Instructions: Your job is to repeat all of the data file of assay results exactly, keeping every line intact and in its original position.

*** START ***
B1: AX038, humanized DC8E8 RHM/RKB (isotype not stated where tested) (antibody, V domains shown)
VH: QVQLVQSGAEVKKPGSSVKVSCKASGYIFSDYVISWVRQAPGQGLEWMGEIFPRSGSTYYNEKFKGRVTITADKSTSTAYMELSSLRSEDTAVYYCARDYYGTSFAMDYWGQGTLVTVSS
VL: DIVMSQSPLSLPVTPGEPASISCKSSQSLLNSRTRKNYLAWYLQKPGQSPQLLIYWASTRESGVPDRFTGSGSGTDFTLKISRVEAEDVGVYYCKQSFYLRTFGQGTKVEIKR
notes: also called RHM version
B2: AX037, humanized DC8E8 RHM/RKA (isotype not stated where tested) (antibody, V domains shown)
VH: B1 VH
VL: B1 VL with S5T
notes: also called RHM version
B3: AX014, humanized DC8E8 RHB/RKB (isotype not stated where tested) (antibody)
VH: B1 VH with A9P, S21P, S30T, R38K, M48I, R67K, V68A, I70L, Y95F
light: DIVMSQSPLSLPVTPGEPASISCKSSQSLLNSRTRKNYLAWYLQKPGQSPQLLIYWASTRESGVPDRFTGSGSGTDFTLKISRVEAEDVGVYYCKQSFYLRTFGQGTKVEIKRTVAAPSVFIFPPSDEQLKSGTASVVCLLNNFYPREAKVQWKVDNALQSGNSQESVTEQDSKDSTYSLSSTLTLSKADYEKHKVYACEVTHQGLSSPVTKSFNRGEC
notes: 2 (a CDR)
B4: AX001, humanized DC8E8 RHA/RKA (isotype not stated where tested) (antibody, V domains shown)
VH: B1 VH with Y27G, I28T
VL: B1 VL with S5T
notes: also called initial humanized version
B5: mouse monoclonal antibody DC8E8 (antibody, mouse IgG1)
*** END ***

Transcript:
B1: AX038, humanized DC8E8 RHM/RKB (isotype not stated where tested) (antibody, V domains shown)
VH: QVQLVQSGAEVKKPGSSVKVSCKASGYIFSDYVISWVRQAPGQGLEWMGEIFPRSGSTYYNEKFKGRVTITADKSTSTAYMELSSLRSEDTAVYYCARDYYGTSFAMDYWGQGTLVTVSS
VL: DIVMSQSPLSLPVTPGEPASISCKSSQSLLNSRTRKNYLAWYLQKPGQSPQLLIYWASTRESGVPDRFTGSGSGTDFTLKISRVEAEDVGVYYCKQSFYLRTFGQGTKVEIKR
notes: also called RHM version
B2: AX037, humanized DC8E8 RHM/RKA (isotype not stated where tested) (antibody, V domains shown)
VH: B1 VH
VL: B1 VL with S5T
notes: also called RHM version
B3: AX014, humanized DC8E8 RHB/RKB (isotype not stated where tested) (antibody)
VH: B1 VH with A9P, S21P, S30T, R38K, M48I, R67K, V68A, I70L, Y95F
light: DIVMSQSPLSLPVTPGEPASISCKSSQSLLNSRTRKNYLAWYLQKPGQSPQLLIYWASTRESGVPDRFTGSGSGTDFTLKISRVEAEDVGVYYCKQSFYLRTFGQGTKVEIKRTVAAPSVFIFPPSDEQLKSGTASVVCLLNNFYPREAKVQWKVDNALQSGNSQESVTEQDSKDSTYSLSSTLTLSKADYEKHKVYACEVTHQGLSSPVTKSFNRGEC
notes: 2 (a CDR)
B4: AX001, humanized DC8E8 RHA/RKA (isotype not stated where tested) (antibody, V domains shown)
VH: B1 VH with Y27G, I28T
VL: B1 VL with S5T
notes: also called initial humanized version
B5: mouse monoclonal antibody DC8E8 (antibody, mouse IgG1)